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Burry Port Mayor hits back at bully accusations

Thomas Sinclair

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FOLLOWING recent accusations of bullying at Pembrey and Burry Port Town Council, the Mayor David Owens and his Deputy have been moved to make an official statement.

Councillors appealed for calm at an extraordinary meeting held a fortnight ago, following scenes at the end of the previous meeting which was suspended.

The Herald attended the extraordinary meeting, at which public and press were issued with guidance on how to behave.

County Councillor for Burry Port John James alleged that Plaid Cymru’s Peter Freeman was ‘trying to get me off the council’ and referred to an email allegedly sent by independent Mike Theodolou accusing him of making malicious accusations.

In their joint statement, Cllrs David Owens and Bob John said: “As Mayor and Deputy Mayor we have maintained a silence in the press and social media in the belief that the responsible thing to do was to deal with confidential staff issues within the Council. Unfortunately Cllr John James’ recent comments, and the recent Star headline, cannot go unchallenged.

“At the heart of the problem is the decision of a member of staff to resign after ​11 months in the post. When he informed the Mayor of his decision he was asked to take 24 hours to reconsider his decision and to also talk to his family. The following day he informed the Mayor that he had decided to go and asked that he be allowed to leave straight away.​”​

It must be made perfectly clear that nobody asked him to resign, in fact the Mayor asked him to consider his actions carefully when he wanted to resign.

“Since that time there has been repeated insistence by the Labour Group that discussions be held in public about his resignation despite the strong advice from the Town Clerk, the County Council Monitoring Officer and the Ombudsman that this should not happen. We must also point out that in the last five years when Labour were in control and Labour Mayors chaired the Council meetings they ended almost every meeting of the Council by excluding the public and the press so that we could deal with staff and ex-staff issues.

“By insisting that we comply with the advice, and that we remain professional and responsible, the Independent Councillors have suffered harassment, personal attacks and verbal abuse. Some Independent Councillors have also reported to us that they have been intimidated and bullied by people who attended the Council meeting on September​ ​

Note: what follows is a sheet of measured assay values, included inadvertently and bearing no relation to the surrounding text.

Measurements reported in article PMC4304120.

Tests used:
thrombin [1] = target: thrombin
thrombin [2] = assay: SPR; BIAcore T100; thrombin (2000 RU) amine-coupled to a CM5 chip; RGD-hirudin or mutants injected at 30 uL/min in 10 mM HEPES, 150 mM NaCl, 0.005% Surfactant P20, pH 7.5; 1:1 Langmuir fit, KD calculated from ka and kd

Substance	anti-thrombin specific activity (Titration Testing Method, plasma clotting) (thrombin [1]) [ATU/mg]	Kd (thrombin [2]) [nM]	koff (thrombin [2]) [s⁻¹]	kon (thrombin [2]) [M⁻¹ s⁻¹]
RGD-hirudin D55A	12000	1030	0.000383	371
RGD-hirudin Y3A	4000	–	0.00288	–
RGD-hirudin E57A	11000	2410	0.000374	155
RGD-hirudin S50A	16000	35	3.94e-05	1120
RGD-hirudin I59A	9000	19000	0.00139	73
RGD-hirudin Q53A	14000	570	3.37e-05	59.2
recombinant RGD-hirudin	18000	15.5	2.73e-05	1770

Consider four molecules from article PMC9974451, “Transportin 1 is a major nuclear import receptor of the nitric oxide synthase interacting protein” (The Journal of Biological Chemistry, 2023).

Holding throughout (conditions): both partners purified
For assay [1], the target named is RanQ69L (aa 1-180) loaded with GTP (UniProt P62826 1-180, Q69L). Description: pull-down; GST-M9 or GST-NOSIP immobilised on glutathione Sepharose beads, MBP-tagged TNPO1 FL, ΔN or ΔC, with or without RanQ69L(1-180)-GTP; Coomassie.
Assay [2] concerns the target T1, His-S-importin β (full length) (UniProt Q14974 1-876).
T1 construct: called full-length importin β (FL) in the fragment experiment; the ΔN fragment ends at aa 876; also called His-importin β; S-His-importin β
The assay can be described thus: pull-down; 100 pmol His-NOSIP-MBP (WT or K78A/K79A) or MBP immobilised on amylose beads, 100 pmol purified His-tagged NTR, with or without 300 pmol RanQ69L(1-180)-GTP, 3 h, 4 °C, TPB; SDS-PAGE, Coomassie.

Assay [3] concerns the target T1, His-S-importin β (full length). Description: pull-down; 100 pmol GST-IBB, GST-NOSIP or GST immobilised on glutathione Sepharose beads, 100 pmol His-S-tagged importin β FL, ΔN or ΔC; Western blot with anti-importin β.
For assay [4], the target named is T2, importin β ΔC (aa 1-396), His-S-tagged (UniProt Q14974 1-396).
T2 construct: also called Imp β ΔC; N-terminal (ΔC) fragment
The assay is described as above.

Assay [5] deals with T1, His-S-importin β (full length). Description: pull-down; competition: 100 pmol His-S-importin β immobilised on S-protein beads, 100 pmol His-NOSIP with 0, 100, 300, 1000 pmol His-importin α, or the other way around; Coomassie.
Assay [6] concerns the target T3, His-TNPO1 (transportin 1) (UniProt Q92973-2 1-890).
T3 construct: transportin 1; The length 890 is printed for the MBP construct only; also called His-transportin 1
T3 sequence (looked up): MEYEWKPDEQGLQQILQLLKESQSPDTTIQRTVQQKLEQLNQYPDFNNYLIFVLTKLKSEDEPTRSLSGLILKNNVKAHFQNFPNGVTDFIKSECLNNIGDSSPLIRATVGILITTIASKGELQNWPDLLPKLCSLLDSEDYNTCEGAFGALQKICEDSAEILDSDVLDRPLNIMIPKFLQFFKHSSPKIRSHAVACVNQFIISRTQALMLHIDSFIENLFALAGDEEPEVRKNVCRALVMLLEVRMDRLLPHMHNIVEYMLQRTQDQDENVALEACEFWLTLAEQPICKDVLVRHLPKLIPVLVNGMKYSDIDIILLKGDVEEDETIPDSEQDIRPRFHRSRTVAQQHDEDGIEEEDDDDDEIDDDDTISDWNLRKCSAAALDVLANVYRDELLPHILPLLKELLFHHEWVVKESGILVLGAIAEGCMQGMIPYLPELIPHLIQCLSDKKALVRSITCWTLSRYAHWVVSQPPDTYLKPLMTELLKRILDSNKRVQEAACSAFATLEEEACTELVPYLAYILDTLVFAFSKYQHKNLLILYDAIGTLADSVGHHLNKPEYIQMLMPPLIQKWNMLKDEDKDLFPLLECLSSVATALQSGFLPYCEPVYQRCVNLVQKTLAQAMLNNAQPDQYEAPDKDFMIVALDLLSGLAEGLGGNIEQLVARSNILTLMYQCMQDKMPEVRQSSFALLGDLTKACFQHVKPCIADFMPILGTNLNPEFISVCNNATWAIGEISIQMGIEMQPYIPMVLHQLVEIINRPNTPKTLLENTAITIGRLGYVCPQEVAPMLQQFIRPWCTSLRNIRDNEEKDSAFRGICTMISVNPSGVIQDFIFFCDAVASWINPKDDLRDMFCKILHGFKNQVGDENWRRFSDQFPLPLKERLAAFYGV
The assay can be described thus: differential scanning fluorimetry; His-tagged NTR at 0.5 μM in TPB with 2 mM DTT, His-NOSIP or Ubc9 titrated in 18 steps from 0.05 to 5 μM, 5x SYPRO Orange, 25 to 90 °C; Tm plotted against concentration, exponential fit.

21​. It was for that reason that Police presence was felt necessary at the following meeting on October​ ​13​.​”​

Following his resignation the Council took the opportunity to change the requirements and the status of the job to better fit the growing demands on the Council and advertised the job accordingly.

“A month after he resigned and following some intense interventions on his behalf by some Labour Councillors, the former member of staff informed the Council that he had changed his mind and would like his job back. However, this was a job that no longer existed following the changes by the Council. He was informed that the job had been advertised, meaning that it was open to anyone to apply.

“The former member of staff clearly did not like the Council’s answer and subsequent events suggest that he commenced a campaign with his supporters to intimidate and force the Council to give him what he wanted. It is sad that some Labour Councillors are putting pressure on the rest of us and disrupting the normal work of the Council.

“Members of the public and the press are welcome to attend Council Meetings but as a result of the behaviour of some at the meeting held on September ​21, ​the Town Clerk deemed it necessary to issue Guidance on the admission of the public and press to Council meetings​.

“There are​,​ however​,​ occasions when the public and press are excluded as Cllr John James, a former Mayor, is fully aware and has himself excluded them in almost every meeting during his tenure.​”​

Finally during the meeting of September ​21, ​Cllr John James as the leader of the Labour group on the Town Council attempted to intimidate the Mayor into holding a public discussion on an ex- staff issue while the former member of staff was present in the audience. In his unwise and unprofessional attempt he carried out an attack on the Mayor and the Town Clerk which was unprecedented, disrespectful and insulting.

​”​His behaviour was unacceptable and does not represent the professional way in which the Council should conduct its business. It was for this reason that the meeting was suspended in order to ensure that the Council’s reputation was protected.”